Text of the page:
Brian Augustyn Interview
What brought you to Impact?
I was a part of Mike Gold’s Development Group at DC, and we sort of shaped Impact together from the beginning. We were looking for a line of comics that would be good “entry-level” super-hero comics for younger readers—which was one of our charges from on high. Gold mentioned the Archie heroes, I recall our thinking being that we could do with them what DC had done with the Charleton heroes. I recall that we looked at acquiring or leasing other preexistent (though dormant) hero universes as well, including (I seem to remember) the Tower comics Thunder Agents. Obviously the Mighty Heroes are the ones we went with.
What was your first introduction to the Mighty Crusaders?
I remember reading the Mighty Heroes during the post Batman TV, camp-hero boom of the late ’60s. As a kid, I guess I didn’t realize that they were weird, goofy comics, because I enjoyed them a lot. I especially enjoyed the Fly and the Black Hood. As a more grown up comic fan, I gained a greater appreciation when I learned of the Golden Age MLJ comics—and the great Simon and Kirby Fly and Shield of the late 50s.
Why did your editing stint on the Fly end after 5 or 6 issues?
I was promoted, plain and simple. I got elevated to be an editor with DC’s mainstream Universe line. I went on to edit Flash, Wonder Woman, and others (eventually including the JLA franchise).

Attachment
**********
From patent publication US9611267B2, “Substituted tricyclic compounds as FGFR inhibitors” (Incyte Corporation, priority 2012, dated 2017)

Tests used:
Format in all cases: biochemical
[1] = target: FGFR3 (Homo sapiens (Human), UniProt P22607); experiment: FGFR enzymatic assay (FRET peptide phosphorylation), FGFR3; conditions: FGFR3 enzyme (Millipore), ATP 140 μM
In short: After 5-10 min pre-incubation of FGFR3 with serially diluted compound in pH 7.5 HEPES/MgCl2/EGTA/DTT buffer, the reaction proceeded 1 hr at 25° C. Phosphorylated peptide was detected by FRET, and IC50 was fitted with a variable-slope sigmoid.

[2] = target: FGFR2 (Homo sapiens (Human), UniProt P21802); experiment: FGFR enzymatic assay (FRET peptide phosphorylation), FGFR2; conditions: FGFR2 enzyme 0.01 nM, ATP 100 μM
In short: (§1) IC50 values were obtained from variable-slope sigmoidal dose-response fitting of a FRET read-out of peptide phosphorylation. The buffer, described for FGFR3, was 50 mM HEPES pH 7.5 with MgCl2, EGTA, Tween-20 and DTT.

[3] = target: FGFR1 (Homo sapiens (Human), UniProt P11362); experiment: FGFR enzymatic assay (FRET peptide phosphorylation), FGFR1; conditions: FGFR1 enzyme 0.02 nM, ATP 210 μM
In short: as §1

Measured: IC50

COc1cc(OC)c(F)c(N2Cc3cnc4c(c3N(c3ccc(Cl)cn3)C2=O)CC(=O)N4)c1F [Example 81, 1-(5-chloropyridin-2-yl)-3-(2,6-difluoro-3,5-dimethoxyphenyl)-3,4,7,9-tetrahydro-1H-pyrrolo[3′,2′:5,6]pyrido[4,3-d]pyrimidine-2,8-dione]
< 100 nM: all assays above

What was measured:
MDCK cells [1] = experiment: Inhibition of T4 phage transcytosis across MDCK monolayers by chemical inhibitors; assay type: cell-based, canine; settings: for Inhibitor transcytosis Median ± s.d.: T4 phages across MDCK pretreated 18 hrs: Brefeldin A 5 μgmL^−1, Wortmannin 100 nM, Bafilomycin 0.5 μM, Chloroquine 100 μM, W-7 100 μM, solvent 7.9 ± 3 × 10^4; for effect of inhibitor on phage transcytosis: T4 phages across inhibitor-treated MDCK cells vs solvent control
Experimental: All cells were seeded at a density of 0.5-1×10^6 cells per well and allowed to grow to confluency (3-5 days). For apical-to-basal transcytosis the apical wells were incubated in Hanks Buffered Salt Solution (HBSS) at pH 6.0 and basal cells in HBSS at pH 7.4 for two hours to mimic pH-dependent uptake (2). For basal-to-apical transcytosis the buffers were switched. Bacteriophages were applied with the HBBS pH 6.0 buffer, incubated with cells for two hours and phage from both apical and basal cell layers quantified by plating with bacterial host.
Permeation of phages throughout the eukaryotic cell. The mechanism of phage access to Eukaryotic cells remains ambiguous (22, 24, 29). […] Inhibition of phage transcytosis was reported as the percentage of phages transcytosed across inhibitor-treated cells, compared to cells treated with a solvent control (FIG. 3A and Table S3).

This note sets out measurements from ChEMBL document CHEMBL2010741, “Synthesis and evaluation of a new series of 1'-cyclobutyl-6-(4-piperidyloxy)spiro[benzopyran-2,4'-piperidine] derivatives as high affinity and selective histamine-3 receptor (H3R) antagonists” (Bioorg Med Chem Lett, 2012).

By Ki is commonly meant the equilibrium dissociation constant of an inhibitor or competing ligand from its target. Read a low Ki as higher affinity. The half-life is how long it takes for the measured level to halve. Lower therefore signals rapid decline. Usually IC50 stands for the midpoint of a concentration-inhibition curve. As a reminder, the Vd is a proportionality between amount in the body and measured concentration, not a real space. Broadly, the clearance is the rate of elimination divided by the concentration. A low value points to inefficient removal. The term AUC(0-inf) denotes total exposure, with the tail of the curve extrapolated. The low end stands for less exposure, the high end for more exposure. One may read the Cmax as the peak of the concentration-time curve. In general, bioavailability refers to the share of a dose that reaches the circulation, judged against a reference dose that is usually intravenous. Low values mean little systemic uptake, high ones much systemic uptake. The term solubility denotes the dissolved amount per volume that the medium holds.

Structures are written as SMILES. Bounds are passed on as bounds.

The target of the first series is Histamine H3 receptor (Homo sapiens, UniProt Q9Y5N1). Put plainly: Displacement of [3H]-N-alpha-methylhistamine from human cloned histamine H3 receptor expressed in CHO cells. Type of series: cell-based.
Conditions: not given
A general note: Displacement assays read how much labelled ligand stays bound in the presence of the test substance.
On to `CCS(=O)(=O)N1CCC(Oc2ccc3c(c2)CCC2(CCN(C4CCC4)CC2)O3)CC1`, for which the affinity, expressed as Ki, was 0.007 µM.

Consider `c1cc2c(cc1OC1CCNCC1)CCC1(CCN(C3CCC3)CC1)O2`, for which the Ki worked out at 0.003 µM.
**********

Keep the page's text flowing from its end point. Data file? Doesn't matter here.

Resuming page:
Which book that you edited did you feel was the best overall book?
Of the Impact books, I enjoyed The Fly the most. This was true both because of my affection for the character, but also because I was working with old friends, Len Strazewski and the late, great, Mike Parobeck. Len and I grew up together in Chicago, and I had brought Mike into comics on El Diablo. We later went on to some great fun on the JSA book.
I also greatly enjoyed working with Mark Waid and Tom Lyle on The Comet and Bill Loebs, David A. Williams and Chuck Wojtkiewitcz on The Jaguar as well, though. Impact was a great experience, and I enjoyed the whole thing a lot.
Had you and Mark Waid worked together before teaming up to write the Crusaders series?
Mark and I had shared an office as junior editors at DC, and we had cowritten a Detective Comics Annual in 1988. Also, Mark invented the idea of what became Elseworlds, and he had edited me on Gotham by Gaslight, the first book of that idea. In addition, Mark and I had just hit it off as friends almost as soon as we met at DC in 1987.
How were you told of Impact’s need for retooling?
I was off the editing of the Impact books for a while by that time, though Mark and I were writing the Crusaders for Jim Owsley. I don’t remember anything remarkable in the news of the change of direction, though. Jim said that DC was concerned that the line was slipping in sales and we should consider “shaking things up.” Crucible was our first attempt to do that, and I think we came up with some pretty exciting stuff.
Why did the original plan (thanks to Mark Waid for this info), which consisted of the Crusaders not being the only Impact title–and their adventures through space and time–get scrapped for the Crucible idea?